The Tu-154 is probably the best known civil aircraft from the Soviet age, as it was and still is used by numerous airlines on short and medium haul flights including to Western Europe.
The career of this airplane began in the late 1960s. The Tu-154 was supposed to replace an amount of three aircraft models all at once (IL-18, An-10 and Tu-104). Not quite coincidentally, the result reminded of the Boeing 727 in its appearance – an aircraft of this type that had crashed near Berlin had been seized and investigated closely before. Still, the Tu-154 was adjusted to the rugged demands of Soviet aviation of course. The twelve-tire main gear runs even on Siberian gravel strips without problems.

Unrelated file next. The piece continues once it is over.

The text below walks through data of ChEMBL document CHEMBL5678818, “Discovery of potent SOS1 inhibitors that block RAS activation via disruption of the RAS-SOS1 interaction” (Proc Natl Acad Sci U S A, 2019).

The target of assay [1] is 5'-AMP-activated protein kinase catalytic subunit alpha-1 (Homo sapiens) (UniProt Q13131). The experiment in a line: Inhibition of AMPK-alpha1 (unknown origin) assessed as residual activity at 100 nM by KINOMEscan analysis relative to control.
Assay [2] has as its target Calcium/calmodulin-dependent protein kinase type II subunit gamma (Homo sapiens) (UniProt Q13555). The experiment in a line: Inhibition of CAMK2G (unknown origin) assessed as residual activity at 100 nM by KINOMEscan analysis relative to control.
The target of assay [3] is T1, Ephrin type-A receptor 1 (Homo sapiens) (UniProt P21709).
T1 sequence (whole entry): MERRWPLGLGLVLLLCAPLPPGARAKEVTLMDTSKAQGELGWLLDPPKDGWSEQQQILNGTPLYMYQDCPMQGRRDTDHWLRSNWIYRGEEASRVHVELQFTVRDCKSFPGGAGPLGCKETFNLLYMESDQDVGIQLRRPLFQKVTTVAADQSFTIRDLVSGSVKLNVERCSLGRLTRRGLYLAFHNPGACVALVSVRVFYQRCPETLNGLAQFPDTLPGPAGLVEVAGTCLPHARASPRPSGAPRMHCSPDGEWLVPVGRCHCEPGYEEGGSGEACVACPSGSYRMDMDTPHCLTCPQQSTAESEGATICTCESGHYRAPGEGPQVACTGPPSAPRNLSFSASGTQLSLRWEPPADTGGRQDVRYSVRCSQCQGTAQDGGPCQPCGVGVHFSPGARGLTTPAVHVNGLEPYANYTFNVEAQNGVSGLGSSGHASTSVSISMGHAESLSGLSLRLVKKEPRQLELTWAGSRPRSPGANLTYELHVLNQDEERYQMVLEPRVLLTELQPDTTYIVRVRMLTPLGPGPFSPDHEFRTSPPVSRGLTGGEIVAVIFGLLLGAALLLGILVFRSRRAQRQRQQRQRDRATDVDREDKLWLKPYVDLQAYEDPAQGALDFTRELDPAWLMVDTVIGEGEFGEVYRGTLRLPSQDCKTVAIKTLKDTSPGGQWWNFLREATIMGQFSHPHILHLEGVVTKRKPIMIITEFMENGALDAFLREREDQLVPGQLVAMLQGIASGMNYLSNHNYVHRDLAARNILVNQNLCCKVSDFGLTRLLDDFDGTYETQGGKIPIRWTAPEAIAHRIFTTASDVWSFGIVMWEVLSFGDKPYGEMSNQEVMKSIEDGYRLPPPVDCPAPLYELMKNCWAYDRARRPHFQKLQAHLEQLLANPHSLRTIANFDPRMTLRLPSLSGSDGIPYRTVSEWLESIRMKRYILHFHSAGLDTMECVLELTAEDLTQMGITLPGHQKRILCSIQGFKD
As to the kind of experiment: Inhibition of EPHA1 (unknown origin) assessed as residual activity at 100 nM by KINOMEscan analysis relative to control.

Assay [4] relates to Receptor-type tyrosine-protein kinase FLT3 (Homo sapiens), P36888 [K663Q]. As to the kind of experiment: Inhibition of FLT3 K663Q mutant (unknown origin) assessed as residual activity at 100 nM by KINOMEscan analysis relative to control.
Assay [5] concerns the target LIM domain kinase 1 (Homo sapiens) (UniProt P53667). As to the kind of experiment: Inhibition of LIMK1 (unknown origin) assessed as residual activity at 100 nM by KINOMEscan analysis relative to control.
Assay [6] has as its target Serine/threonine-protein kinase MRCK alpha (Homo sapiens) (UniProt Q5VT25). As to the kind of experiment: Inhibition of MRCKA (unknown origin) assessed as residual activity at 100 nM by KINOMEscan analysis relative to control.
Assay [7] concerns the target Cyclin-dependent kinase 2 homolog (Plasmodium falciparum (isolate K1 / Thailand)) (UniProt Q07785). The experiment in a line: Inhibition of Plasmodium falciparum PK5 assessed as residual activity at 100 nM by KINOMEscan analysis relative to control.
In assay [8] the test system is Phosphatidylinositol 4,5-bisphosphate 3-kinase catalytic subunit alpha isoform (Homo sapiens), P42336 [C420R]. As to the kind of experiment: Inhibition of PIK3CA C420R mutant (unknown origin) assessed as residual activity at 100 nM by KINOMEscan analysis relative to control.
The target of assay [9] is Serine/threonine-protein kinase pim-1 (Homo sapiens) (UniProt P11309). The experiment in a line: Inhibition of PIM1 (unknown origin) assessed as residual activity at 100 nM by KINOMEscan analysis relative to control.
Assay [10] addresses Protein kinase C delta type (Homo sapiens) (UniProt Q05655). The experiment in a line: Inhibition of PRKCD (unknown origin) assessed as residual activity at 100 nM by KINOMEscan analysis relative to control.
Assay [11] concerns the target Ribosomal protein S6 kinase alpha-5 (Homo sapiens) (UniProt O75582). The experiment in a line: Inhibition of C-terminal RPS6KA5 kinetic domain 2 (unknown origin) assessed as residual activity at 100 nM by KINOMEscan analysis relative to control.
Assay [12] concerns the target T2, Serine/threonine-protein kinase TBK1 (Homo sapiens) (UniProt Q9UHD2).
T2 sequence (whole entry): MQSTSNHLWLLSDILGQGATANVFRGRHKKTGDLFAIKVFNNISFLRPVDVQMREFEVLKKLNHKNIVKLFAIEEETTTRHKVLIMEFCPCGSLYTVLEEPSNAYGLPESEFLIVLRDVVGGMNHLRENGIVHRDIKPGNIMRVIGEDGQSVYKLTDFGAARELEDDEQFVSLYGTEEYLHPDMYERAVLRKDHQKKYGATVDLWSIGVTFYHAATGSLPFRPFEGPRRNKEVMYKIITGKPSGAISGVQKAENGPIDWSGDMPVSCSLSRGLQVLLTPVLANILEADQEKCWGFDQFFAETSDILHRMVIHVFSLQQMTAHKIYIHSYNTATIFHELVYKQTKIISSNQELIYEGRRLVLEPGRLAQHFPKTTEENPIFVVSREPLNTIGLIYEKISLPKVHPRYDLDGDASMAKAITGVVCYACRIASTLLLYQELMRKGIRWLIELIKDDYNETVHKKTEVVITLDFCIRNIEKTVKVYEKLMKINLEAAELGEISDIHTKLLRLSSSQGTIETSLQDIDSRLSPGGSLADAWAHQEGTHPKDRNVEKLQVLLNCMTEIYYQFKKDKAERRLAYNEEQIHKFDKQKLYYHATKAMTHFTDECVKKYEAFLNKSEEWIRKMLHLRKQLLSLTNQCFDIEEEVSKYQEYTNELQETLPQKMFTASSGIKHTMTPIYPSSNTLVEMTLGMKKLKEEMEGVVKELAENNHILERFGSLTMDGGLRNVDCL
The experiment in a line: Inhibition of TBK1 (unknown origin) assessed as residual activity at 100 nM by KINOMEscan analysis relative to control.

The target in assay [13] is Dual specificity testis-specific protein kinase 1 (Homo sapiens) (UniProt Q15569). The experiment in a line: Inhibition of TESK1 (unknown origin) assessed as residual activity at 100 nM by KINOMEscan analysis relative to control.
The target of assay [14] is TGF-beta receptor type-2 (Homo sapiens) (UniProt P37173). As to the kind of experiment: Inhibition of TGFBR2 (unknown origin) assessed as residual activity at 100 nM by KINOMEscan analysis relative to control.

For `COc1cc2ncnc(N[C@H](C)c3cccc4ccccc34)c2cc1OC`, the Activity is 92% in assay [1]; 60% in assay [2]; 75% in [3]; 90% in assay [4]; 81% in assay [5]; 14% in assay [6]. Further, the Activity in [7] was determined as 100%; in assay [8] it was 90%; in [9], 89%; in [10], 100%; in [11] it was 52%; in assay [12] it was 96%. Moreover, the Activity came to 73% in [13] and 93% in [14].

In 1972, the first Tu-154 went into service. Since 1984, the Tupolev Tu-154M with Soloviev D-30KU engines instead of the quite guzzling Kusnezow NK-8-2 is built. Apart from a rationalized flight deck for three men, this version offers up to 180 seats. As the Tu-154M still fulfils European noise regulations, this aircraft can still be seen on many Western European airports today.